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October 13, 1978

Marijuana: Does It Have a Possible Therapeutic Use?

Author Affiliations

From the Neuropsychiatric Institute, Center for the Health Sciences, University of California at Los Angeles.

JAMA. 1978;240(16):1761-1763. doi:10.1001/jama.1978.03290160079036

MENTION marijuana and you will evoke a range of reactions to match every color of the spectrum. Still, such impassioned arguments are no reason to ignore possible therapeutic uses; I address the current status of these studies.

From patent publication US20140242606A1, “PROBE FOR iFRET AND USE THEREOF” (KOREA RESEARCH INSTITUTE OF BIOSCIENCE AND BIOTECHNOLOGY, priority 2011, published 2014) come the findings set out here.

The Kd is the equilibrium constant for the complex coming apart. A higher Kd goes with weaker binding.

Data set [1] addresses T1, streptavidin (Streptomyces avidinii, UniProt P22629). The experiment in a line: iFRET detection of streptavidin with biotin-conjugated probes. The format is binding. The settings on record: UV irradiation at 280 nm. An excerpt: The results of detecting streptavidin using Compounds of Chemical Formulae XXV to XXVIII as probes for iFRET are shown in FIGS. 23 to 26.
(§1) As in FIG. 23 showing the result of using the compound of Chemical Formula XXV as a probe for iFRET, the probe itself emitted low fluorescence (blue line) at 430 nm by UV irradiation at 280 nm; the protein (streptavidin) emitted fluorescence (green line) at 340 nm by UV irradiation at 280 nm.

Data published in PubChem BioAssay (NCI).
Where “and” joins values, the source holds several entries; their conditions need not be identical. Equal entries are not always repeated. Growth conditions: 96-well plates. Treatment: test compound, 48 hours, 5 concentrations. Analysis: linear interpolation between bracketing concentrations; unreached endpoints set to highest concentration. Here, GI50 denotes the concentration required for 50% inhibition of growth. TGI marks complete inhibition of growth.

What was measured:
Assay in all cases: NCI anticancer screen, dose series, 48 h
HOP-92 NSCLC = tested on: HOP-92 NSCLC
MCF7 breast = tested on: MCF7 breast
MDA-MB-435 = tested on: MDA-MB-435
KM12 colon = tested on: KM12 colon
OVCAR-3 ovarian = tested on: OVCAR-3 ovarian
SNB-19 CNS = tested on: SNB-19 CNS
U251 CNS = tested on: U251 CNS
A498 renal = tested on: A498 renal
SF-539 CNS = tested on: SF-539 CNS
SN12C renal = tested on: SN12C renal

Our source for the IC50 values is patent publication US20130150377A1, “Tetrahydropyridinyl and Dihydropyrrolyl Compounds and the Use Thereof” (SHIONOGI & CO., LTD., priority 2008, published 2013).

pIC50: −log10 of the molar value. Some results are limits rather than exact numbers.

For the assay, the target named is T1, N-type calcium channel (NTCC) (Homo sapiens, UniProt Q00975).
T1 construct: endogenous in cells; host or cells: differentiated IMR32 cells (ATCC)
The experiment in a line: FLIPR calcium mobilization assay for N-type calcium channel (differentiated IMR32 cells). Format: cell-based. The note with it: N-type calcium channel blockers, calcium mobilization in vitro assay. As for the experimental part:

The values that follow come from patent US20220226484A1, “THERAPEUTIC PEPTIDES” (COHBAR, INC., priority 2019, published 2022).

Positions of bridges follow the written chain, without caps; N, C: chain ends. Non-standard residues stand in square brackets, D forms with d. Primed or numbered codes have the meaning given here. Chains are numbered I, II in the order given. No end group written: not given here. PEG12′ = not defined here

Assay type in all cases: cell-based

Humans and Cannabis sativa have coexisted for millenniums. The stems of the plant served as a source of hemp fiber for rope, canvas, clothing, and paper. The seeds provided oil for food and are still found in packages of mixed birdseed (sterilized, of course). The leaves and flowering tops have been used by many primitive societies as a folk medicine for a wide variety of ailments.

Every human complaint has been treated with Indian hemp at one time or another, and certain uses were clearly inappropriate. On the other hand, recent careful investigations have substantiated the effectiveness of a few ancient therapeutic applications of the plant. Pain, whether from toothache, dysmenorrhea, or rheumatism,

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